From time to time, I nickname basic concepts for my own reference as a way to easily catalog, document, and understand the world.
Joshua Kennon’s Seven Laws of Fair Economics:
Rule #1: In a free and just society, if a man wants something, he must either create it himself or exchange with other people for something they desire or need. Upon reaching adulthood, no man is entitled to anything but freedom over the body and mind God gave him.
Rule #2: How, and where, money accumulates throughout a free civilization represents what the people actually value most, not what the elite thinks they should desire. Therefore, a man should be free to determine how his own money and time is allocated, even if that means making sub-optimal decisions that result in his ruin or death.
Rule #3: No man has the right to outsource his costs while in-sourcing his profits. This is not capitalism. This is theft. For example, buying a piece of land and destroying the environment is effectively forcing the next generation and society as a whole to pick up a portion of your operating costs.
Rule #4: Beyond a basic standard of living, all income should be taxed equally and fairly regardless of source. This ensures that the poor do not suffer under the burden of taxes they cannot afford and that successful enterprising individuals who work in productive fields such as engineering, manufacturing, and medicine don’t pay a higher tax rate than those who work in support industries such as banking, money management, and private equity.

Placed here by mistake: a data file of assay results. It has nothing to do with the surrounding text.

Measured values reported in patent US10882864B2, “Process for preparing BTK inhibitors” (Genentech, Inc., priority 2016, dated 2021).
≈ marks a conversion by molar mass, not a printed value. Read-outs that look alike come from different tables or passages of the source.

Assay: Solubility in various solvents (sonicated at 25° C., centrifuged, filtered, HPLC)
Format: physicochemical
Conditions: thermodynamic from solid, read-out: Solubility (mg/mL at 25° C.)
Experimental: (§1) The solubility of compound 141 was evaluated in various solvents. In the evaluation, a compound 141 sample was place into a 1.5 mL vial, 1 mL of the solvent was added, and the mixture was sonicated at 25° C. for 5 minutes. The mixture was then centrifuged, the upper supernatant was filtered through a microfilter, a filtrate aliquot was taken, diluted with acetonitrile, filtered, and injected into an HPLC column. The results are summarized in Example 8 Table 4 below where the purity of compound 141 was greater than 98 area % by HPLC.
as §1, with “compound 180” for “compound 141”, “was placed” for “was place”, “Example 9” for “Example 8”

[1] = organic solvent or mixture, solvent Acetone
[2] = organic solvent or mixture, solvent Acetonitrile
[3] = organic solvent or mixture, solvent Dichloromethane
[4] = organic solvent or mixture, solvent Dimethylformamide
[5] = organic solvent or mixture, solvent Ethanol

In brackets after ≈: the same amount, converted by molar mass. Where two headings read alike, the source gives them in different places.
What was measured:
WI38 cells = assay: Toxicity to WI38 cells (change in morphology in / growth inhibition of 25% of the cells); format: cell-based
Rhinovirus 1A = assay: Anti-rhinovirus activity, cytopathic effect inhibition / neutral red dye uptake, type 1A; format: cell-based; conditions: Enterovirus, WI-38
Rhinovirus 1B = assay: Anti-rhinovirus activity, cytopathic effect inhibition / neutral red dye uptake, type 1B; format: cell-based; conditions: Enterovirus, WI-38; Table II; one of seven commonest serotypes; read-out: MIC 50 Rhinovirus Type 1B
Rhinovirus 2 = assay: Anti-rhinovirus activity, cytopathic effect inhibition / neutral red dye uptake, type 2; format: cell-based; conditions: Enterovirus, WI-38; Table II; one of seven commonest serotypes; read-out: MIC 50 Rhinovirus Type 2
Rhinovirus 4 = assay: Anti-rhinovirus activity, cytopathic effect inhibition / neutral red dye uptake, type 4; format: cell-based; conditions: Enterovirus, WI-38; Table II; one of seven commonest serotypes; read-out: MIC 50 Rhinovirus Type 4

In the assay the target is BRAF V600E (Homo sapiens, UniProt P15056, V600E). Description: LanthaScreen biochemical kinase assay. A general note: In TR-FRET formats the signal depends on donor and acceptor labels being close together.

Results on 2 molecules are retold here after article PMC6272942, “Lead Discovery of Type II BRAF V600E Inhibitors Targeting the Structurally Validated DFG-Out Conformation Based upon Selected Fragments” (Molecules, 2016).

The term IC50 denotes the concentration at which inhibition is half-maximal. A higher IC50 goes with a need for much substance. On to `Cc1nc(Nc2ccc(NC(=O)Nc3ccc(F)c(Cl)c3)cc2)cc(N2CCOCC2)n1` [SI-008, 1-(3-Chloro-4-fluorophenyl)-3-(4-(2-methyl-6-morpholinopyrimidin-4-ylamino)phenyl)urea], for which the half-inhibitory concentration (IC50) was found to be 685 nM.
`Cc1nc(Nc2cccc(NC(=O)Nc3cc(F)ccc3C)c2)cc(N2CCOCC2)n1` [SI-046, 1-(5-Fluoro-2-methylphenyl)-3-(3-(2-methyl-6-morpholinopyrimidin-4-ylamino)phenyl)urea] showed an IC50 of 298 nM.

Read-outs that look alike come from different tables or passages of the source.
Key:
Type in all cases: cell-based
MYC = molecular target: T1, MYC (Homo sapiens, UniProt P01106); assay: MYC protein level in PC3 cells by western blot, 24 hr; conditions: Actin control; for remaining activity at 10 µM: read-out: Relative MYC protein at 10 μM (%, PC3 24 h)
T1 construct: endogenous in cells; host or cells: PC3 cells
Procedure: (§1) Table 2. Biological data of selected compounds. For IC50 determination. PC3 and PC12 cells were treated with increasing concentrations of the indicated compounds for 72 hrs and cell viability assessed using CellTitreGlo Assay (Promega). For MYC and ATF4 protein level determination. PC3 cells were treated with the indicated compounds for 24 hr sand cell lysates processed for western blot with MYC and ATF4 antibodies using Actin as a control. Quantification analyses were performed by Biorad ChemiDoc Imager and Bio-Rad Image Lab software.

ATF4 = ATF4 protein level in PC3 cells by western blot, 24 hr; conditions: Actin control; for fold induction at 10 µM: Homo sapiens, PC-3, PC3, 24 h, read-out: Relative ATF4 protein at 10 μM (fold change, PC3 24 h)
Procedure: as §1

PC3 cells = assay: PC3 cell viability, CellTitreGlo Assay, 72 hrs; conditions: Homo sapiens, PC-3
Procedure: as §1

Rule #5: The total amount of wealth inequality in a society is not nearly as important as the standard of living experienced by the majority of families, provided there are electoral protections against undue influence of capital on politicians. Our measures should be absolute not relative. It is our responsibility to find ways so that each successive generation lives better in real, inflation-adjusted terms, than their parents did. For example, we should consider the 20th century United States, during which wealth inequality exploded but lifespans increased and the standard of living for the average man rose 600%, an enormous success.
Rule #6: The primary roles of government economic policy should be designed to level the playing field not the final outcome. Policies should include:
- Maintaining a stable currency and full employment.
- Building bridges of upward social mobility that make it possible to move beyond the class into which you were born.
- Creating and maintaining escape, or “game over”, mechanisms such as fair bankruptcy laws, that make it possible to start over in the event of poor decisions or bad luck.
- Rewarding and incentivizing capital formation and accumulation by industrious and entrepreneurial individuals so that rags-to-riches stories are possible.
- Creating and maintaining mechanisms that prevent the accumulation of wealth in the hands of those who did not earn it, avoiding a modern day manifestation of the feudal system that exited in Europe prior to modern civilization.
- Preventing price fixing and unfair barriers to market by those in monopoly positions.
- Establishing an education system that provides literacy and basic job skills as a fundamental human right for all children regardless of the socioeconomic background of parents.
- Enabling open and fair free trade between any two consenting parties.
Rule #7: No single institution should be allowed to grow to be so complex or vital that it is “too big to fail”.
Steve Jobs Principle: Knowledge alone isn’t sufficient for a good living. Steve Jobs studied liberal arts, calligraphy, philosophy, and religion. These subjects provided personal enrichment but they did not translate into wealth for his family until he converted that knowledge into tangible products and services that other people wanted or needed enough they wanted to trade with him. In our society, we trade little pieces of paper called money.